Spyware, ransomware and Nation-state hacking: Q&A from a recent interview

I transcribed a recent interview, here some questions and answers about nation-state hacking, spyware, and cyber warfare. Enjoy”

How has spyware changed the rules of cyber security in recent years? What will cyber security look like now that those tools are all over the internet?

In the last decade, we have observed a progressive weaponization of cyberspace. NATO recognized cyberspace as a new domain of warfare. Cyberspace is the new battlefield for nation-state actors, the digital place where international crime rings operate threatening the pillars of our digital society.

Spyware are powerful weapons in the arsenal of governments and cybercrime gangs. These tools are even more sophisticated and are able to evade detection by using so-called zero-day exploits allowing attackers to bypass the defense of government organizations and businesses. Spyware allows attackers to steal sensitive info from the targets, and perform a broad range of malicious activities.

Is the Pegasus spyware as a game-changer?

Pegasus is probably the most popular surveillance software on the market, it has been developed by the Israeli NSO Group. Anyway, it is not the only one. Many other surveillance firms develop spyware that are every day abused in dragnet surveillance and target journalists, dissidents, and opponents of totalitarian regimes. These software are developed for law enforcement and intelligence agencies, but they are often abused by many governments worldwide cyber espionage operations. The surveillance business is growing in the dark and is becoming very dangerous.

Which are devices of cyber warfare and cyber espionage?

Every technological device can be abused for cyber warfare and cyber espionage. Malware, spyware are the most common means but do not forget the power of social network platforms that can be used for surveillance and misinformation purposes.

Many governments have fallen victim to massive ransomware attacks from groups linked to organized crime, how bad can this new trend of hacking get?

Every day we read about major attacks targeting organizations worldwide with severe impact on their operations. The situation is going worse despite the numerous operations of law enforcement on a global scale. The number of ransomware attacks spiked in the last couple of years due to the implementation of the Ransomware-as-a-Service model, this means that tens of ransomware gangs have created a network of affiliates and provided them their malware. Almost any criminal group could become an affiliate, obtain ransomware from a gang, and spread it, this is amplifying the damages. Critical infrastructure are even more exposed to a new generation of threats that are more aggressive and sophisticated.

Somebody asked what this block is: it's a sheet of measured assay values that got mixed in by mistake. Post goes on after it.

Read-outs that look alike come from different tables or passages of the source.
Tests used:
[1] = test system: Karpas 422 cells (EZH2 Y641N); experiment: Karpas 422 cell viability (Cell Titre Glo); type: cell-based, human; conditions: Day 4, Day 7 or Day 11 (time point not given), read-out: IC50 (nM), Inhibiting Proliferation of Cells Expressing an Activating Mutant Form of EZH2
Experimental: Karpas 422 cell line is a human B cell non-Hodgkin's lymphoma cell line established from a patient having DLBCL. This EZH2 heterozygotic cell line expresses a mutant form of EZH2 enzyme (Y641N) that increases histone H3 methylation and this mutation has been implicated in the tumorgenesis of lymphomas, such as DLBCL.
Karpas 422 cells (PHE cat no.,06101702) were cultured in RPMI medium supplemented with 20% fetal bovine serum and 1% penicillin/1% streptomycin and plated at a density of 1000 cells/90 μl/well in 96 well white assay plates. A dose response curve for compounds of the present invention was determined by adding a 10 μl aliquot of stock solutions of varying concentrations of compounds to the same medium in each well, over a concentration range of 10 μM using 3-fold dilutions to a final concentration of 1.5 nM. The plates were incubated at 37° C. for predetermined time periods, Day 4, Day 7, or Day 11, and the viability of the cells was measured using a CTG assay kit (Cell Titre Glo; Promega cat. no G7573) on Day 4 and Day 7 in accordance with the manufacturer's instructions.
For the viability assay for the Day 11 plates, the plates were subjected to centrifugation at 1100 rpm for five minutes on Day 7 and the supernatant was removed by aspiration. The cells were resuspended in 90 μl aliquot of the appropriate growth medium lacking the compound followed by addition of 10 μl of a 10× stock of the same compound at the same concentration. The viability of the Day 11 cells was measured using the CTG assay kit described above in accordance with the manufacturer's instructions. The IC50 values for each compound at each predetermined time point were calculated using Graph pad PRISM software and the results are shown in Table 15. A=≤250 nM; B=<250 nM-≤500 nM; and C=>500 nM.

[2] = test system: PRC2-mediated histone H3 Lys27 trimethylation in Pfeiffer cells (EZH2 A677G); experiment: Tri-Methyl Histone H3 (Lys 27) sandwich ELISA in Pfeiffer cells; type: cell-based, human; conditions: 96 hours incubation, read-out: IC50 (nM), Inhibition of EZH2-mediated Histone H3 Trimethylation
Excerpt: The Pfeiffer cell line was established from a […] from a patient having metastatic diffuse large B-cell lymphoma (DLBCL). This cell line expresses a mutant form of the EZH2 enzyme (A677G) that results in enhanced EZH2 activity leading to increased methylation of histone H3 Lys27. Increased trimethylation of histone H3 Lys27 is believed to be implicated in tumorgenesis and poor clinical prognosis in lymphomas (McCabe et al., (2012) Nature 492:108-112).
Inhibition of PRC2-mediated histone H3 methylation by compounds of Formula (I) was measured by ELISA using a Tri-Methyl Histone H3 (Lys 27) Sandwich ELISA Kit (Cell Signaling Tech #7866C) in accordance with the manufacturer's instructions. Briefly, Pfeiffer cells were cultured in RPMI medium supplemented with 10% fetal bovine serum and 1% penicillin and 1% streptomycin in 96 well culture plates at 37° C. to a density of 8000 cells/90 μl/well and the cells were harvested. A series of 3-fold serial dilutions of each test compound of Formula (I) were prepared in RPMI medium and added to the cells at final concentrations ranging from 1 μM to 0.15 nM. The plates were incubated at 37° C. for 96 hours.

Reports are coming out linking North Korea to illegal online activities related to cryptocurrency. How are some governments using the Internet to threaten world peace in one way or another?

When dealing with nation-state actors you must consider the main motivation behind the attacks and distinguish the technique, tactics, and procedure adopted by the different state-sponsored groups.

For example, China-linked nation-state actors are more focused on cyberespionage aimed at stealing intellectual property, while Russia-linked Advanced Persistent Threat groups often operate to destabilize the political contest of foreign states, carry out cyber espionage activities, and conduct disinformation campaigns. North Korea-linked threat actors carry out financially motivated attacks against banks and cryptocurrency firms worldwide to steal funds to re-invest in their military industry.

What about the resilience of countries’ infrastructure to face such kind of war?

We need norms of state behavior in the cyber space and more information sharing on cyber threats. We need to share information about the attacks in an early stage, profiling the threat actors to mitigate and prevent their campaigns. It is essential to increase the level of security of critical infrastructure like power grids, power plants and hospitals. Critical infrastructure are the main targets of nation-state actors in a cyber warfare contest.

Is making the internet a safe place technically possible?

Let me use the title of a famous book, “No place to hide”. I mean that both nation-state actors and cybercriminal organizations are spending a growing effort to increase their hacking capabilities and evasion techniques. Unfortunately, today most of the organizations still consider cybersecurity a cost to cut and this approach gives the attackers an immense advantage. We need a cultural change and we must consider that a security by design approach is the unique way to make the Internet a safe place. We also need globally recognized norms of responsible state behavior in cyberspace.

Follow me on Twitter: @securityaffairs and Facebook

Pierluigi Paganini

(SecurityAffairs – hacking, spyware)

The post Spyware, ransomware and Nation-state hacking: Q&A from a recent interview appeared first on Security Affairs.

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